Mr. A. D. Hales (Wellington South):
Mr. Speaker, there are many reasons for my participation in this debate on unification. One is, and I hope I will not be considered presumptuous in stating, that I represent the riding of Wellington South, and the new name of the riding will be Wellington. It is named after that great general, the Duke of Wellington, who defeated Napoleon at the Battle of Waterloo. I must remind the minister that the man who won that battle did not know about unification, nor has the country for which he fought ever brought about unification. Although they have considered it, they have never brought it about. Wellington won that battle with an army and a navy, but I think we can say that the man he defeated had unified forces because he fought a one-man battle.
There are, as I say, many reasons, of which the above is only one, for my speaking on this subject. That portion of Ontario from which I come has a great military history and a great tradition in the military field. As far back as 1837 we had a volunteer unit called the Wellington Rifles. In 1866 we had the 11th Field Regiment which celebrated its 100th anniversary just last year, and of which Hon. George Drew is honorary colonel. We have the 34th Battalion which was mobilized in 1915. As I say, this area has a great tradition and these units along with many others have brought honour and glory not only to themselves and to our county, but to the world in general.
When I think of unification I am reminded that all of this tradition will disappear. I am one of those who realize that we cannot live on tradition; we must have change. However, here is tradition that has been tried and tested down through the years by all the great military nations; yet here we are, a young nation, wanting to throw overboard this tried and tested tradition. I want to state at the outset that I believe in integration. I believe integration is very necessary in order to bring about efficiency of operations and curtailment of expenditures. We have proven the success of this approach in the medical field. As a matter of fact, it was the Conservative party that integrated the defence medical services. The padre services were integrated, and there has been integration in the purchasing and other branches of the Department of National Defence.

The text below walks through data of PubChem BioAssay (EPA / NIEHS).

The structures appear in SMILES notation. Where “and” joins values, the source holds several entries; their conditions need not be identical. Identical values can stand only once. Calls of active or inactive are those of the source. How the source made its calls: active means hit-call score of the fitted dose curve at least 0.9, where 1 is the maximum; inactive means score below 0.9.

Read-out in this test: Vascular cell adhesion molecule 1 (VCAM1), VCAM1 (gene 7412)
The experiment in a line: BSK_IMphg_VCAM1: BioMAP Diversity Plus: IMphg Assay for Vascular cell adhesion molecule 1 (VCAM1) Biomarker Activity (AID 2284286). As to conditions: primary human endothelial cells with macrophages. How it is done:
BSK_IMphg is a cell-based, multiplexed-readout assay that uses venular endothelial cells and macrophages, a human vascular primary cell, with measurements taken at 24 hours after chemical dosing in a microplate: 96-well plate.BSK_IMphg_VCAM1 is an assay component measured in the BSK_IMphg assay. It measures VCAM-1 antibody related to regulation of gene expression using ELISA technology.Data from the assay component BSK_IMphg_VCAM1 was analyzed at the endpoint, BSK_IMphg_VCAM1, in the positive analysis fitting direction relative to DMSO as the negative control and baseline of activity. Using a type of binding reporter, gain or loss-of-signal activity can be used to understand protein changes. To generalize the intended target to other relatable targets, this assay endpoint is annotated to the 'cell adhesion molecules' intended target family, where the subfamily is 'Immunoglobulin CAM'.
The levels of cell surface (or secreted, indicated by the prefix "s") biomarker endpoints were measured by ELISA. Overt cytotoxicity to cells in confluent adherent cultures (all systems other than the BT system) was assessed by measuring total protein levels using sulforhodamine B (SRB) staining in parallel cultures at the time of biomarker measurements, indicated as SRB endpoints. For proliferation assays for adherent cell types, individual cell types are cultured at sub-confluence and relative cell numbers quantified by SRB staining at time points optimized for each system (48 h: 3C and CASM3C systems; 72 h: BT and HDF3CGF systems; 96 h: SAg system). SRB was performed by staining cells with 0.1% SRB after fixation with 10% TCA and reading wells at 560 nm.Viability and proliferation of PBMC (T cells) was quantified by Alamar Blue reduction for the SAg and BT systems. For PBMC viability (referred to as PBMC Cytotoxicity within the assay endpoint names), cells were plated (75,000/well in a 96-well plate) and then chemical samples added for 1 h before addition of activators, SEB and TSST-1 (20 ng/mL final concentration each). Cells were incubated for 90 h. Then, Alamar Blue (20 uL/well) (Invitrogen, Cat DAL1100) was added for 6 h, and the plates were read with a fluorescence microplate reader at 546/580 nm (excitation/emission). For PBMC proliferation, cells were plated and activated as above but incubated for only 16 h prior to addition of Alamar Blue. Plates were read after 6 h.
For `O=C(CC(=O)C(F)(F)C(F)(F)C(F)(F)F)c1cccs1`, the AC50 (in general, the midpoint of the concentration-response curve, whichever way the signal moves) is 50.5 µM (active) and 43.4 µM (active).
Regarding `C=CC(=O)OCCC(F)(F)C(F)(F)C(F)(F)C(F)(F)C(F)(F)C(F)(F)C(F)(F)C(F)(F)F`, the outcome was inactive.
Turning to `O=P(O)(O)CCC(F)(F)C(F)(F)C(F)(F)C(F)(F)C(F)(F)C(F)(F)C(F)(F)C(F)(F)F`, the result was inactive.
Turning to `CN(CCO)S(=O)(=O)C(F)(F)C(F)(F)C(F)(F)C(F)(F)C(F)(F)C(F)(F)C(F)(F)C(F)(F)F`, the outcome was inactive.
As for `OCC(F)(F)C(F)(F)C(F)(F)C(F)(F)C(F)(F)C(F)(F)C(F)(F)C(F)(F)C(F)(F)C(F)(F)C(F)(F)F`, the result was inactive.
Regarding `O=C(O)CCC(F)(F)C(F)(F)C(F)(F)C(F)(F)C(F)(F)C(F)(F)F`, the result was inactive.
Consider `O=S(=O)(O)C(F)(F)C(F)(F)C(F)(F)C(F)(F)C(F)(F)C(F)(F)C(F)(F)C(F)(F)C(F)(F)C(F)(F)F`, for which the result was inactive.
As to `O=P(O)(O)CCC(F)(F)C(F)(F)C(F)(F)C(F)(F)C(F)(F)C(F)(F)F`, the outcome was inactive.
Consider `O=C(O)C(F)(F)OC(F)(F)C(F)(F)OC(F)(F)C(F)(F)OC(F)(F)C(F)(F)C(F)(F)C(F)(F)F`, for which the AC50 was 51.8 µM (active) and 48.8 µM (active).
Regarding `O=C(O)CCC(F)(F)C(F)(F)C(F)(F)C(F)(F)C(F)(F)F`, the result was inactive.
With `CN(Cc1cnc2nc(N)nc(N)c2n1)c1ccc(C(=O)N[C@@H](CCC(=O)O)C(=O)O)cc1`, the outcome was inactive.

National Defence Act Amendment
However, the fact that we have made a success of integration does not mean we should go one step further and go into unification by bringing all the forces into one unit. I am sure there are many who agree with me that there is only one answer, and that is an emphatic no. In my opinion there are many valid reasons for continuing to maintain separate units of the army, air force and navy. There have been many excellent reasons given, and wonderful speeches have been made on this very point.
Four reasons come to my mind, why we should keep the tri-services and I do not think they have been dwelt upon, at least not to any great extent in this debate. I would list them, Mr. Speaker. First, the constantly increasing need for military professionalism; second, the value of competition and a system of checks and balances; third, efficiency of management and, fourth, the intangible but real value of esprit de corps.
[DOT] (9:10 p.m.)
Let us look at them one by one. First, the question of professionalism. There was a time not too long ago when a soldier could move from infantry to artillery to calvary, and even to aviation, with a minimum of training. An airman could transfer quite readily from pursuit to observation to bombardment duty. Machines of war were relatively simple. Peacetime forces were small, and wide oceans provided time for mobilization in the event of an emergency.
All this has now changed, Mr. Speaker. We need professionals today. We have to maintain large and instantly readied combat forces which can be moved swiftly to any trouble spot on the globe, or meet an attack against this country with no more than a few minutes warning.
May I cite a little practical example where I think professionalism has proven its worth. In the medical field years ago there was the family practitioner, the general practitioner, who was able to handle all phases of sickness and disorder. As medicine and science progressed and drugs became more varied and more difficult to administer, there developed the professional, the specialist. Since the arrival of the specialist in the field of medicine we have been able to give better service to mankind.
So I think it is with the Department of National Defence. They need specialists, those who can look after this section or that section. I am sure that by unification we will not promote professionalism.
Subtopic: AMALGAMATION OF NAVY, ARMY AND AIR FORCE